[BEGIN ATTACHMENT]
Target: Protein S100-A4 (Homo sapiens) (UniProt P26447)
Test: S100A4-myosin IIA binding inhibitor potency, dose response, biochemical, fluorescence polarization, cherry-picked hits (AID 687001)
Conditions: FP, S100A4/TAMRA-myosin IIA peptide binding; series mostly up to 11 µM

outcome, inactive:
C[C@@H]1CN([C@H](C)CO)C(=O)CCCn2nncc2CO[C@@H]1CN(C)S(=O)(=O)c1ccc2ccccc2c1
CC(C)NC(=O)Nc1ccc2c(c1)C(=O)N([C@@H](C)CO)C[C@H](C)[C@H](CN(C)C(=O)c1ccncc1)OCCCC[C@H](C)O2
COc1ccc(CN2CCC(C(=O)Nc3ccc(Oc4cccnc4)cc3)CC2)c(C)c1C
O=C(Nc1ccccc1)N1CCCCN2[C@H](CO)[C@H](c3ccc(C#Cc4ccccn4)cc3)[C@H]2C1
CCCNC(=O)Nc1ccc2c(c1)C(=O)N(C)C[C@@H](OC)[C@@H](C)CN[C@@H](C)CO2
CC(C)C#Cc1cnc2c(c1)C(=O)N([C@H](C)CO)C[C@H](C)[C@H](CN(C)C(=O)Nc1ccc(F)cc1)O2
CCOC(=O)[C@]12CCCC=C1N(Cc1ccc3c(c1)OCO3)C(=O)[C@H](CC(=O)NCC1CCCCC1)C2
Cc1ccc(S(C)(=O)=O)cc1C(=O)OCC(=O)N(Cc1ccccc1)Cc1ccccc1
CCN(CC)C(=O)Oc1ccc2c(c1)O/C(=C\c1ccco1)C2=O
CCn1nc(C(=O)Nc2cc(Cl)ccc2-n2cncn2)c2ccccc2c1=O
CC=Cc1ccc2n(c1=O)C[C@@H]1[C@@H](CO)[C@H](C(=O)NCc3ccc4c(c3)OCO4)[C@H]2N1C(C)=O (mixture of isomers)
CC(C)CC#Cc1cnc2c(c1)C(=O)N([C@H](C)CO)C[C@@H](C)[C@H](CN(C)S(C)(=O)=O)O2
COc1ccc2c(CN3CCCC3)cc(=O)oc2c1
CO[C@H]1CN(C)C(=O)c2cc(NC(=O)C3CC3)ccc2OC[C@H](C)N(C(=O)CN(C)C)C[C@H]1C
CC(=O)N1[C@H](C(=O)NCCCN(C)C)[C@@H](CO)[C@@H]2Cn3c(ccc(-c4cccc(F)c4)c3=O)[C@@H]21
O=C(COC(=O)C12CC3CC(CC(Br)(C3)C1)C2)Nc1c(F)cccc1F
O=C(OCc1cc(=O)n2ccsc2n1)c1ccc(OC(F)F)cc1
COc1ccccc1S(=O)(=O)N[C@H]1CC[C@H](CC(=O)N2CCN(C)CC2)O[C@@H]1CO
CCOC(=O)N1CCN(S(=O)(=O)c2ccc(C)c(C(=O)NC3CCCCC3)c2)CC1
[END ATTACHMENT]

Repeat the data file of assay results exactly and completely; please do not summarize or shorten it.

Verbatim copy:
Target: Protein S100-A4 (Homo sapiens) (UniProt P26447)
Test: S100A4-myosin IIA binding inhibitor potency, dose response, biochemical, fluorescence polarization, cherry-picked hits (AID 687001)
Conditions: FP, S100A4/TAMRA-myosin IIA peptide binding; series mostly up to 11 µM

outcome, inactive:
C[C@@H]1CN([C@H](C)CO)C(=O)CCCn2nncc2CO[C@@H]1CN(C)S(=O)(=O)c1ccc2ccccc2c1
CC(C)NC(=O)Nc1ccc2c(c1)C(=O)N([C@@H](C)CO)C[C@H](C)[C@H](CN(C)C(=O)c1ccncc1)OCCCC[C@H](C)O2
COc1ccc(CN2CCC(C(=O)Nc3ccc(Oc4cccnc4)cc3)CC2)c(C)c1C
O=C(Nc1ccccc1)N1CCCCN2[C@H](CO)[C@H](c3ccc(C#Cc4ccccn4)cc3)[C@H]2C1
CCCNC(=O)Nc1ccc2c(c1)C(=O)N(C)C[C@@H](OC)[C@@H](C)CN[C@@H](C)CO2
CC(C)C#Cc1cnc2c(c1)C(=O)N([C@H](C)CO)C[C@H](C)[C@H](CN(C)C(=O)Nc1ccc(F)cc1)O2
CCOC(=O)[C@]12CCCC=C1N(Cc1ccc3c(c1)OCO3)C(=O)[C@H](CC(=O)NCC1CCCCC1)C2
Cc1ccc(S(C)(=O)=O)cc1C(=O)OCC(=O)N(Cc1ccccc1)Cc1ccccc1
CCN(CC)C(=O)Oc1ccc2c(c1)O/C(=C\c1ccco1)C2=O
CCn1nc(C(=O)Nc2cc(Cl)ccc2-n2cncn2)c2ccccc2c1=O
CC=Cc1ccc2n(c1=O)C[C@@H]1[C@@H](CO)[C@H](C(=O)NCc3ccc4c(c3)OCO4)[C@H]2N1C(C)=O (mixture of isomers)
CC(C)CC#Cc1cnc2c(c1)C(=O)N([C@H](C)CO)C[C@@H](C)[C@H](CN(C)S(C)(=O)=O)O2
COc1ccc2c(CN3CCCC3)cc(=O)oc2c1
CO[C@H]1CN(C)C(=O)c2cc(NC(=O)C3CC3)ccc2OC[C@H](C)N(C(=O)CN(C)C)C[C@H]1C
CC(=O)N1[C@H](C(=O)NCCCN(C)C)[C@@H](CO)[C@@H]2Cn3c(ccc(-c4cccc(F)c4)c3=O)[C@@H]21
O=C(COC(=O)C12CC3CC(CC(Br)(C3)C1)C2)Nc1c(F)cccc1F
O=C(OCc1cc(=O)n2ccsc2n1)c1ccc(OC(F)F)cc1
COc1ccccc1S(=O)(=O)N[C@H]1CC[C@H](CC(=O)N2CCN(C)CC2)O[C@@H]1CO
CCOC(=O)N1CCN(S(=O)(=O)c2ccc(C)c(C(=O)NC3CCCCC3)c2)CC1